Gloria Richardson (1922– )
I was born May 6, 1922, in Baltimore, Maryland. Harriet Tubman had always been one of my role models, and I did everything that I could to follow her courageous lead in fighting for civil rights. As a leader for black rights, I focused on what I believed to be the fundamental problems facing blacks in Cambridge, Maryland: a lack of adequate housing, discrimination in the educational process, lack of equal job opportunities, and poor health. I helped to organize and then lead the Cambridge Nonviolent Action Committee. Eventually my efforts earned me the opportunity to meet with Attorney General Robert F. Kennedy to share my ideas about desegregation. Although I was criticized by the NAACP, Dr. Martin Luther King, Jr., and the media for my direct action and refusal to compromise, I prevailed. Among the most important successes I facilitated were the signing of a treaty that provided for the complete and immediate desegregation of public schools and hospitals in Dorchester County, Maryland; the construction of 200 units of low-rent public housing for blacks; and the adoption of a charter amendment to desegregate places of public accommodation.
I was born in Tarrytown, New York where my mother was an office worker and my father an autoworker and union activist until he died on the assembly line when I was seven. In college I joined the Swarthmore Political Action Committee (SPAC). SPAC traveled to Cambridge, Maryland and worked with Gloria Richardson, Reggie Robinson, and others to desegregate public accommodations. I then joined the Student Nonviolent Coordinating Committee (SNCC) staff where I worked with James Forman, Ruby Doris Smith-Robinson and Julian Bond. I also worked with SNCC in Georgia, Mississippi and Alabama. In 1968, along with other former SNCC staffers, I founded the Drum and Spear Bookstore in Washington, D.C. A writer at heart, in 1978 I began working in film at Blackside, Inc. — a black-owned film production company started by Henry Hampton 10 years prior. The lessons I learned at Blackside and in SNCC fueled my inspiration to use film as a window for new generations to see how civil rights and social justice movements affect America. In 1985, I helped research and produce the award-winning 14-hour Eyes on the Prize series, which is widely considered the best documentary on the Civil Rights Movement. I later co-produced Malcolm X: Make It Plain. Most recently I produced a film called Scarred Justice about the 1968 Orangeburg (SC) Massacre and co-edited and contributed to an anthology titled Hands on the Freedom Plow: Personal Accounts by Women in SNCC. [Learn more here.]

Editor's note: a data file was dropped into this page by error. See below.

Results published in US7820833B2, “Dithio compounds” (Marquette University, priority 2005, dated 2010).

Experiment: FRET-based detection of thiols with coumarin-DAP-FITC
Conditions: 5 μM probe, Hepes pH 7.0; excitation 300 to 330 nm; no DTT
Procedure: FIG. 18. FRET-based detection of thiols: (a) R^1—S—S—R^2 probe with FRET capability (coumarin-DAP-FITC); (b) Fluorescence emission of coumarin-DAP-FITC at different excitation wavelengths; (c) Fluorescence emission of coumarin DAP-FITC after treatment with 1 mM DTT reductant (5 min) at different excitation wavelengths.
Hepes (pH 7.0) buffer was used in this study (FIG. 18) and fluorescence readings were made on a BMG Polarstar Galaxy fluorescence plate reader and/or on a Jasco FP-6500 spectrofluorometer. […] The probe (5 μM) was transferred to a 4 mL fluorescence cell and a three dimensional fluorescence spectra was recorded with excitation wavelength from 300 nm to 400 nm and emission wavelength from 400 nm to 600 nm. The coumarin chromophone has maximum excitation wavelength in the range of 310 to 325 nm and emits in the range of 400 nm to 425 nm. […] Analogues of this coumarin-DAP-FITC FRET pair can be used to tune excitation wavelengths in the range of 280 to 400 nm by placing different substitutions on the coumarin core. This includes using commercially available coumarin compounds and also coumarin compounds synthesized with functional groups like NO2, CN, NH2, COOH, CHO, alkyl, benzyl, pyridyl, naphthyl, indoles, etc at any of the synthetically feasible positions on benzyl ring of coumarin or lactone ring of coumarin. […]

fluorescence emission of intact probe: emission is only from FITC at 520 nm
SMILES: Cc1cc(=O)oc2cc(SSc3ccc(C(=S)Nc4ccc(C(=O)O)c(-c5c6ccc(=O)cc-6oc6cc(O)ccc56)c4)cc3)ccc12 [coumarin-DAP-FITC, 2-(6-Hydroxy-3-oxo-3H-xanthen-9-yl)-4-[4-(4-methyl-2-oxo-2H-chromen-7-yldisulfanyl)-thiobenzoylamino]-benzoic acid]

Eslanda Goode Cardozo Robeson (1895-1965)
Born in Washington, D.C. near the turn of the century, I had a passion for science and black feminism that led me to become an anthropologist, author, and global activist for decolonization. After graduating from Columbia University with a degree in chemistry, I was the first African American woman to head a lab at the New York-Presbyterian Hospital. As my husband Paul Robeson’s business manager, I helped elevate his career as a singer, actor, and activist on the international stage. I continued my passion for science by earning a degree in anthropology at the London School of Economics, where I was inspired by the African students I met to learn more about the various African struggles for independence in the 1930’s. After completing my Ph.D. studies, I published a book called African Journey based on my travels throughout Africa and advocated for the important role played by black women in advancing political activism. During my return to the United States, I stayed committed to the fight for African decolonization movements through the Council on African Affairs.